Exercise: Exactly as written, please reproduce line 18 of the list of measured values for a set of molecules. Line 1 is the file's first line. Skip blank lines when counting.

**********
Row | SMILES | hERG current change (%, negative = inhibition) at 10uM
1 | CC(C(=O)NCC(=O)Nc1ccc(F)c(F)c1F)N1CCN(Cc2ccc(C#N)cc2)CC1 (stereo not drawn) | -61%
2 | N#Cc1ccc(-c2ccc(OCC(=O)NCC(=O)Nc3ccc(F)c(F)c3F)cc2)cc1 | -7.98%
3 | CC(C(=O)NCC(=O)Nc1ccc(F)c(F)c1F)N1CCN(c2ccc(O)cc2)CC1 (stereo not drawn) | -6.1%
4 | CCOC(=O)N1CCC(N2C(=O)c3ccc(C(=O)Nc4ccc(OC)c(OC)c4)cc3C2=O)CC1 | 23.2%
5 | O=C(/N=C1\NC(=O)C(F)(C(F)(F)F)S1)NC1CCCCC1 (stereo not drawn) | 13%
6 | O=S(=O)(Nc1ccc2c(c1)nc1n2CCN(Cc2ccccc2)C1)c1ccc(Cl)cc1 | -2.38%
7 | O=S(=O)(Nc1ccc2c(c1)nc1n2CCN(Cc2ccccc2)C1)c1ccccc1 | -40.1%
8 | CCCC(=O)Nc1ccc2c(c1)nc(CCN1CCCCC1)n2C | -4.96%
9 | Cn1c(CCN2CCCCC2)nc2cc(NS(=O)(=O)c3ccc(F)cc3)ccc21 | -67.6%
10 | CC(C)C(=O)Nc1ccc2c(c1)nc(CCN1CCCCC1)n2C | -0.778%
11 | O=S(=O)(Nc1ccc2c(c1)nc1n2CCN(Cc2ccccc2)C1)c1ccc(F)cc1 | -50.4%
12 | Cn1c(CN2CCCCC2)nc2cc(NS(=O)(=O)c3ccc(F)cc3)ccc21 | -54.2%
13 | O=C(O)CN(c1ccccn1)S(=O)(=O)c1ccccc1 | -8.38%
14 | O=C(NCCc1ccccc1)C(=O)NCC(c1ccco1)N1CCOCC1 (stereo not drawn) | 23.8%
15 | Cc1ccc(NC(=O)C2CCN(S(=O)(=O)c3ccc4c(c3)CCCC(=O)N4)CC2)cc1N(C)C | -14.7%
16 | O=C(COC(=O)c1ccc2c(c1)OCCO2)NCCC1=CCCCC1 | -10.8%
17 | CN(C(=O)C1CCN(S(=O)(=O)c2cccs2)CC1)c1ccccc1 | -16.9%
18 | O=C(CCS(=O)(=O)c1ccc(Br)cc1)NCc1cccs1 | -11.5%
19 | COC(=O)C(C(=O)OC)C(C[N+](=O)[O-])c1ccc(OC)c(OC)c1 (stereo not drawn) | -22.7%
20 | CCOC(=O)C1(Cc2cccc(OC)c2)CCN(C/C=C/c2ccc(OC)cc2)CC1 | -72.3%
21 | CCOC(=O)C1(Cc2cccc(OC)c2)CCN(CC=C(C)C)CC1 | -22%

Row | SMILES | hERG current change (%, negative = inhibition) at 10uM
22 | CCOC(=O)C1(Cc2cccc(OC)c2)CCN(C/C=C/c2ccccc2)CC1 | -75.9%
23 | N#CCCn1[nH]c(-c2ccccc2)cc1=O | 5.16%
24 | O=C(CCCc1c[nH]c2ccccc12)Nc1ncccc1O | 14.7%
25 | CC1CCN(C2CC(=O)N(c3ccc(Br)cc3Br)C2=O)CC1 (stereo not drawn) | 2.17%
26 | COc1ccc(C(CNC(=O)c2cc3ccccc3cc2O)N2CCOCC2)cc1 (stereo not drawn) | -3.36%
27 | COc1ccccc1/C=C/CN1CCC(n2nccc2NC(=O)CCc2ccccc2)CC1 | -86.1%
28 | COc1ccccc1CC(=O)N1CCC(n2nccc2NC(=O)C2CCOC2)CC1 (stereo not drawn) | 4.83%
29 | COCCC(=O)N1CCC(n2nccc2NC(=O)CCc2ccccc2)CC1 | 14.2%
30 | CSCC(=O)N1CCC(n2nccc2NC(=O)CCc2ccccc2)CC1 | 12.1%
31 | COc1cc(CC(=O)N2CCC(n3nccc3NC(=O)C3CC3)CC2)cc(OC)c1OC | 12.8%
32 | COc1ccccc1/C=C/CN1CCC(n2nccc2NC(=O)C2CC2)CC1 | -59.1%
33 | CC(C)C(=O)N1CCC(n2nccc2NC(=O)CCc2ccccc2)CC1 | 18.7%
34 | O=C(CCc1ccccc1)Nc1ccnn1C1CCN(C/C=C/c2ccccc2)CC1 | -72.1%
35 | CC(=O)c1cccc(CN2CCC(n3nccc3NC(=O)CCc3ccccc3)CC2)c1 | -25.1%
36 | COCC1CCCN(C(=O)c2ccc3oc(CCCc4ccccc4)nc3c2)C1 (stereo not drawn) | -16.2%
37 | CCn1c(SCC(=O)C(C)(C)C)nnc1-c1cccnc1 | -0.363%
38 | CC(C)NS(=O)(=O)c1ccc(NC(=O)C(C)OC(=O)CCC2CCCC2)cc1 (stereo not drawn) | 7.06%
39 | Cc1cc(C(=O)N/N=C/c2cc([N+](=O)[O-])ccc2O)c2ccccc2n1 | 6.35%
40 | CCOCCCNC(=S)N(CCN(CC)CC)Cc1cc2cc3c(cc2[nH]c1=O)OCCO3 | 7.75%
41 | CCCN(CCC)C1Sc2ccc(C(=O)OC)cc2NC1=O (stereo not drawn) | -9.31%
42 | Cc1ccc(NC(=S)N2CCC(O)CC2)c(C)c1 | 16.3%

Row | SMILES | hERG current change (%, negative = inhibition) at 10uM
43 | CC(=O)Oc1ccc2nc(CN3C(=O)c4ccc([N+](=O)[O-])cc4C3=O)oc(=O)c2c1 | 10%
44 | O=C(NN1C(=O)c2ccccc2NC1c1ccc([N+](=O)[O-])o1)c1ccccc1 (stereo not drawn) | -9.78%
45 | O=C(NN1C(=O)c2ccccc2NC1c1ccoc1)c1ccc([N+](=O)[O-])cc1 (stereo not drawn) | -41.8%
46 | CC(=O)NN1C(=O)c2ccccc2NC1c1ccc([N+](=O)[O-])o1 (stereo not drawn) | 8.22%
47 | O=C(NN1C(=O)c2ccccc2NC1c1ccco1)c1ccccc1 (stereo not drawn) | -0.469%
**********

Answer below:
17 | CN(C(=O)C1CCN(S(=O)(=O)c2cccs2)CC1)c1ccccc1 | -16.9%